This lesson unit is intended to help you assess how well students …

This lesson unit is intended to help you assess how well students working with square numbers are able to: choose an appropriate, systematic way to collect and organize data, examining the data for patterns; describe and explain findings clearly and effectively; generalize using numerical, geometrical, graphical and/or algebraic structure; and explain why certain results are possible/impossible, moving towards a proof.

In this activity students practice measuring techniques by measuring different objects and …

In this activity students practice measuring techniques by measuring different objects and distances around the classroom. They practice using different scales of measurement in metric units and estimation.

How many cubes will fit? This 3 Act Task by Graham Fletcher …

How many cubes will fit? This 3 Act Task by Graham Fletcher begins with a picture of an empty cube and one unifix cube inside it. First students make observations and estimates to begin determining how many unifix cubes would fit in the empty cube. Students can then use images with the dimensions of the cube and unifix cube to determine how many unifix cubes fit into the cube. Students are estimating, visualizing, measuring, adding and multiplying fractions and whole numbers to determine the volume of the cube.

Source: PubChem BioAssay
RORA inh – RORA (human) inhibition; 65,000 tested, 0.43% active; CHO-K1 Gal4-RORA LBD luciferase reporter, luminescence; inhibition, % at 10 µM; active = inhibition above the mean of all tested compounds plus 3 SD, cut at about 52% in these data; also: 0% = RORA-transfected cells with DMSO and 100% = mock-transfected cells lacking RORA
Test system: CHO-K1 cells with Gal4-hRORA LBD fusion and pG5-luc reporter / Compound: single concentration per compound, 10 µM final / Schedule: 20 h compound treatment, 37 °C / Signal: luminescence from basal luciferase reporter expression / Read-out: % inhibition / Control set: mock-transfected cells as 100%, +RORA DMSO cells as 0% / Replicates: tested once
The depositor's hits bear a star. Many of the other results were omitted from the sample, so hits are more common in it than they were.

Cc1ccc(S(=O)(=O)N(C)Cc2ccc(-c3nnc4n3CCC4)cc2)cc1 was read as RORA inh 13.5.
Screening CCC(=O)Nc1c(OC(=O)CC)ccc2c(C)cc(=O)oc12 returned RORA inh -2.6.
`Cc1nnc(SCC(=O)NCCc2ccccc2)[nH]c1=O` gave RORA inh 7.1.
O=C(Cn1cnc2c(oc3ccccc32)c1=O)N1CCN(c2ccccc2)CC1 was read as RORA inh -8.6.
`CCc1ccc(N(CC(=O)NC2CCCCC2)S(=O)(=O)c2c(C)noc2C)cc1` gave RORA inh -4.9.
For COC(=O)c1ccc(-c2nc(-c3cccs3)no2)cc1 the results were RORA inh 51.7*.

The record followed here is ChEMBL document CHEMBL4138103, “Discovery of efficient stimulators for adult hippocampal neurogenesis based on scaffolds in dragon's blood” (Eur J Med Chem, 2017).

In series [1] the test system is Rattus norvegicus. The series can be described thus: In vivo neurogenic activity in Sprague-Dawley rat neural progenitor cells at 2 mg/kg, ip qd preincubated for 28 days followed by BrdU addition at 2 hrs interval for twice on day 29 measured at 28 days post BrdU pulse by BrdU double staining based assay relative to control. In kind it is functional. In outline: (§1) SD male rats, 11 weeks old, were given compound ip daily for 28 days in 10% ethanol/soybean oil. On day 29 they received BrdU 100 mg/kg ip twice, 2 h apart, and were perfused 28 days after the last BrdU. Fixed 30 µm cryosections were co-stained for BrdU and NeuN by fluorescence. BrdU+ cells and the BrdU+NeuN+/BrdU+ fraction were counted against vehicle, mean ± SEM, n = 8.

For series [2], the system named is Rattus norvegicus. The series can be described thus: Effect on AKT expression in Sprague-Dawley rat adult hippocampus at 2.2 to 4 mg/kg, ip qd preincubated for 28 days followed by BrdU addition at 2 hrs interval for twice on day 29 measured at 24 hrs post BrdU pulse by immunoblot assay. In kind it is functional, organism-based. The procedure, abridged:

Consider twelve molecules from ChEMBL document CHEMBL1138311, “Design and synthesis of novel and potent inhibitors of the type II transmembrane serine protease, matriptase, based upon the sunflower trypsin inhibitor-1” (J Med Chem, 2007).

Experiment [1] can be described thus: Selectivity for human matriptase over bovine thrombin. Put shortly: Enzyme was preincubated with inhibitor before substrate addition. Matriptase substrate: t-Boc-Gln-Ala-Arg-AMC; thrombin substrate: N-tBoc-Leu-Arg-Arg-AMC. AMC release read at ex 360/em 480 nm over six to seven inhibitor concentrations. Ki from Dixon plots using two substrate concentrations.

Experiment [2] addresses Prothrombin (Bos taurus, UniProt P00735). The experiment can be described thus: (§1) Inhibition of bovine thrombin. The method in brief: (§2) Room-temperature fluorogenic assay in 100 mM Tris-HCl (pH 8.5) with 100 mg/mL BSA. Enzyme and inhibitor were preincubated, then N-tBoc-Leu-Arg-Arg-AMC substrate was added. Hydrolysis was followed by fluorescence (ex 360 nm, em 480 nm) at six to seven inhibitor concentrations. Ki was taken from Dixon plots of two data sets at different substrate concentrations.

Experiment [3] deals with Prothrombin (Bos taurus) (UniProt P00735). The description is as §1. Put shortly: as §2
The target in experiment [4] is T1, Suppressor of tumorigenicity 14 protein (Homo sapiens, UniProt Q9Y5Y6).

Compare length using indirect comparison by finding objects longer than, shorter than, …

Compare length using indirect comparison by finding objects longer than, shorter than, and equal in length to that of a string.

In this particular lesson, I would begin with a variety of animal cards. We could then discuss what students notice about the animals. We could also sort the animals in order on the picture card, stressing to use the language shortest, longest, equal. From there, I would then continue the application of comparing with the length of string and going through the questions that are presented in the task.